Ruptured sylvian fissure dermoid presenting with MCA infarction : a rare case report
S Sethi, S Aneja, R Sangal
dermoid cyst, mca infarct, ruptured dermoid
S Sethi, S Aneja, R Sangal. Ruptured sylvian fissure dermoid presenting with MCA infarction : a rare case report. The Internet Journal of Radiology. 2009 Volume 12 Number 1.
Intracranial dermoids are rare tumours of congenital origin accounting for less than 1% of all intracranial tumours. Rarely these tumours may rupture. We report the case of a 23yr old male presenting with headache and right sided weakness, revealing a sylvian fissure dermoid cyst with left MCA infarct. To our knowledge, this is the second case of ruptured dermoid cyst in sylvian fissure with the first case reported by Shinoyama M et al.
Dermoid cysts are ectodermal inclusion cysts. Intracranial dermoid cysts are rare, accounting for 0.04% to 0.06% of all intracranial tumours1. They typically occur in or near midline. Following rupture, dermoid contents disseminate widely throughout subarachnoid space and ventricles. Cyst rupture can result in chemical meningitis, seizure, vasospasm with infarction and even death.
A 23 yr old man was admitted to our department after developing a headache and right sided weakness. There was no history of vision loss, aphasia, fever, nausea, vomiting and seizures. Computed tomography (CT) scan demonstrated a well delineated, uniformly hypodense mass of fat density with capsular calcification (Figure 1). Multiple low density masses are also seen in subarachnoid space and cerebral sulci (Figure 2).
T1 weighted magnetic resonance imaging (MRI) revealed a mixed intensity non-homogenous mass in left sylvian fissure. The mass showed hypointense component along with lipid hyperintense component (Figure 3). There were multiple small T1 hyperintense lesions in subarachnoid space and cerebral sulci suggesting fat deposits (Figure 4). On diffusion weighted MR image left MCA territory infarction was noted (Figure 5).
On the basis of clinical presentation and the radiological images, a diagnosis of ruptured sylvian fissure dermoid cyst with left MCA territory infarct was made.
Intracranial dermoids are uncommon and originate from ectodermal inclusions1. They are usually found in midline in contrast to epidermoids. Common intracranial locations are parasellar, frontobasal region and the posterior fossa Patients with dermoid cyst are mostly asymptomatic or present with headache, seizures or signs of compression of neighbouring tissues7. Rupture of these cysts can disperse the fatty contents into the subarachnoid space and find itself in any of the cisterns and ventricles. Most often the rupture is spontaneous though in certain instances, trauma2 such as closed head injury7 has been implicated. Clinical manifestations in ruptured dermoid are very diverse. These include seizures8, aseptic meningitis4, transient cerebral ischemia as a result of vasospasm9 and even olfactory delusion. Rarely intraventricular fat leads to rapidly developing hydrocephalus due to granuloma in the aqueduct11. CT findings are represented by the fat droplets in the subarachnoid spaces or a fat-fluid level within the ventricles. This is usually associated with an extra-axial or combined extra and intra-axial soft tissue mass representing the dermoid. On MRI, the fat can be seen dispersed as strongly hyperintense signals of T1 weighted image while the other tumour contents appear hypointense. On T2 weighted, the fat component turns slightly hypointense similar to subcutaneous fat4. Characteristically, the tumor is often non-homogenous due to its mixed composition. While both CT and MRI are sensitive, MR has some distinct advantages. In addition to allowing multiplanar imaging, the exact extent of the mass and its relation to the skull base can be more easily evaluated because of the lack of bone artefacts. Lastly, the capability of MRI to evaluate the associated vessel displacement and mass effect on adjacent structures makes it the preferred technique.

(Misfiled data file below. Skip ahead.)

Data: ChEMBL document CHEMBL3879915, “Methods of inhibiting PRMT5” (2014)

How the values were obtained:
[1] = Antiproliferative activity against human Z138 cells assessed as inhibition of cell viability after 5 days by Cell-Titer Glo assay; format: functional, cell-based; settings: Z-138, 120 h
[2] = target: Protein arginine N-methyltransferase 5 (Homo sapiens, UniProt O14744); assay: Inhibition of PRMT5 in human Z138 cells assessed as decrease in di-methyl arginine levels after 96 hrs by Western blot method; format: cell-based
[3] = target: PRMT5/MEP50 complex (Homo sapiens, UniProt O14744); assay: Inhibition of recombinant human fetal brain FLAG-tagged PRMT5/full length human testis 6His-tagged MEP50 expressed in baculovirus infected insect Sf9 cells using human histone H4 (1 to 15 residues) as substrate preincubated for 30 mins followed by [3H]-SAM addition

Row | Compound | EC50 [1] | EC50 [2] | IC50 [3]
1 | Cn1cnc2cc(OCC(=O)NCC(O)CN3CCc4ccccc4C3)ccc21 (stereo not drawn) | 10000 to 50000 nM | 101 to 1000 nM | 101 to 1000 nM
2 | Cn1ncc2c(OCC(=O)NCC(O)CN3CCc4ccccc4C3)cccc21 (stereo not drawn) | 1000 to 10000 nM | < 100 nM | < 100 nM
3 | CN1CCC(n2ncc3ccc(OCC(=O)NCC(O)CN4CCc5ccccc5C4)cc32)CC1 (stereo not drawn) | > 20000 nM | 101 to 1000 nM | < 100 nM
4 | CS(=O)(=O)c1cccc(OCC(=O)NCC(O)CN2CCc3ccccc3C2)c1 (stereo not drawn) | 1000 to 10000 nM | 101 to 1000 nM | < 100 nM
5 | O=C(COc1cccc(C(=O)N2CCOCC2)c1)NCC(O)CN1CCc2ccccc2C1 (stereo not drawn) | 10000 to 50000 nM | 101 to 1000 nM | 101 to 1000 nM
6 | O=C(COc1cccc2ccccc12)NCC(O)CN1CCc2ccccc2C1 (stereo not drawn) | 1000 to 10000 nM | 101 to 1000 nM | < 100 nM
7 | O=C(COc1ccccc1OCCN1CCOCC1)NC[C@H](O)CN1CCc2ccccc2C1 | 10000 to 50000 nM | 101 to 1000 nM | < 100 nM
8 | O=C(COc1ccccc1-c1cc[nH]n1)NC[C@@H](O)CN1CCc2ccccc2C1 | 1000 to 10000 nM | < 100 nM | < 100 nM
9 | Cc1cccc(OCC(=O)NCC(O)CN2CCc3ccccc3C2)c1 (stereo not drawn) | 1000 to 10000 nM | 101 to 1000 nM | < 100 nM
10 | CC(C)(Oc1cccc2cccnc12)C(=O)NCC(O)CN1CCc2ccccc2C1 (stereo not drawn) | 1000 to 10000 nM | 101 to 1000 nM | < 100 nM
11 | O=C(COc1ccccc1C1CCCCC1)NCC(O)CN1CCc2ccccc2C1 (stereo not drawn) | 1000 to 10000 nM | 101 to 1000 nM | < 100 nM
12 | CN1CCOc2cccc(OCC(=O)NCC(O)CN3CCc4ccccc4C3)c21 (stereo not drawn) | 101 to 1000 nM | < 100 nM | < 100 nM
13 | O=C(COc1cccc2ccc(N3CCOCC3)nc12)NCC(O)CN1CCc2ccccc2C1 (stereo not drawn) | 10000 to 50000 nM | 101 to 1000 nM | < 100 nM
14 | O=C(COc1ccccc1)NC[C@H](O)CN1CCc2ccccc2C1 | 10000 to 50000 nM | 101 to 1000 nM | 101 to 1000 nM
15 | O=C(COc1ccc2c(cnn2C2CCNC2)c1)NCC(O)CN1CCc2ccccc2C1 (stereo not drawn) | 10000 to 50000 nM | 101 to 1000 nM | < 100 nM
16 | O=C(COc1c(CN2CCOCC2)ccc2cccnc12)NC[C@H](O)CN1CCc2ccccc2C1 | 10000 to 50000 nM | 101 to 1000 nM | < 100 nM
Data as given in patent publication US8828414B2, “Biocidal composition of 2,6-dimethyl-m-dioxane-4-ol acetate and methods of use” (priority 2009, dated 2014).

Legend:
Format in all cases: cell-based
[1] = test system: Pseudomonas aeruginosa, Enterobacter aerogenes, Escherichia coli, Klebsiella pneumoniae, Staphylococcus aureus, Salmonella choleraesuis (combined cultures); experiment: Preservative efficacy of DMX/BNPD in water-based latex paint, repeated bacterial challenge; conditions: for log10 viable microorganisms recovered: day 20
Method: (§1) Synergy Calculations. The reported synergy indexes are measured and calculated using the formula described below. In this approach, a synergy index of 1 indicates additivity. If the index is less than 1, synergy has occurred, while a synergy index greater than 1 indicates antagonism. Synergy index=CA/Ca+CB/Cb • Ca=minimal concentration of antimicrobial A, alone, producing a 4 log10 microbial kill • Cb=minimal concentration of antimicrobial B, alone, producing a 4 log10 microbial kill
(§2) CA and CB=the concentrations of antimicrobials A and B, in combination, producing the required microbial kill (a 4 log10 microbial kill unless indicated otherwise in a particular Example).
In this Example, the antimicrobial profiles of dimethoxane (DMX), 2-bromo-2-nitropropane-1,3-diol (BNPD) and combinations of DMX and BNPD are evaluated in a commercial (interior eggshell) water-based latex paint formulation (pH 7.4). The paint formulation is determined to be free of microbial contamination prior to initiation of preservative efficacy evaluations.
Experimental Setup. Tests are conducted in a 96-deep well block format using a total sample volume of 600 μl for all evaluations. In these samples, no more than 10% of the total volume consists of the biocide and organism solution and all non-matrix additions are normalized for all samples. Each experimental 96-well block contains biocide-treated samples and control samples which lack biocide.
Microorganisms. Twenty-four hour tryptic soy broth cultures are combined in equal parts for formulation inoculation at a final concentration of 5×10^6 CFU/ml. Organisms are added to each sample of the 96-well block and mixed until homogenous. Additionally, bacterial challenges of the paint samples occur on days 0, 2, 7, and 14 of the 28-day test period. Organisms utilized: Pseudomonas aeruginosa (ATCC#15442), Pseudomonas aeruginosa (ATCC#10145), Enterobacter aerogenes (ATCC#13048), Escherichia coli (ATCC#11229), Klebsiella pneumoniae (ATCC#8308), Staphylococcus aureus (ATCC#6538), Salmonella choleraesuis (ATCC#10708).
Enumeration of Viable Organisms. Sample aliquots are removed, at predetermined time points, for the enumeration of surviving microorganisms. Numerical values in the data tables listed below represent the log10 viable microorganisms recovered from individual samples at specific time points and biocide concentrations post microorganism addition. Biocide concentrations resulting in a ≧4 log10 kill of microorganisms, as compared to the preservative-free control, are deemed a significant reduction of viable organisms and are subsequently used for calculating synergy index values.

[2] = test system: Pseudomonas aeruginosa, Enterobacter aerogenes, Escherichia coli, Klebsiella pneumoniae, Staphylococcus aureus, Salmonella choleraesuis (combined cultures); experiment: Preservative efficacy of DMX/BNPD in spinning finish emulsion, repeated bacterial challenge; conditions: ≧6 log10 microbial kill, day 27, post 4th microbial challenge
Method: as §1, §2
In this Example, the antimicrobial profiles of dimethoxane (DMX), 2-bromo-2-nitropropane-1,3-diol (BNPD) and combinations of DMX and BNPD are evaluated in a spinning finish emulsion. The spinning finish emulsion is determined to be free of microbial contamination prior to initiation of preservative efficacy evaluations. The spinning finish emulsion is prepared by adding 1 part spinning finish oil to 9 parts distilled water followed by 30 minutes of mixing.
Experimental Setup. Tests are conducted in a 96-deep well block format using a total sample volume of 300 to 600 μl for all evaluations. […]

In conclusion, ruptured intracranial dermoid cyst is a relatively uncommon cause of infarction and is fully diagnosable by radiology imaging. Prognosis of patients diagnosed with intracranial dermoids depends on the spread of the contents and time-period after rupture. Mortality as well as morbidity from complications such as chemical arachnoiditis and infarction can be dealt with and reduced significantly if imaging is done early in these patients.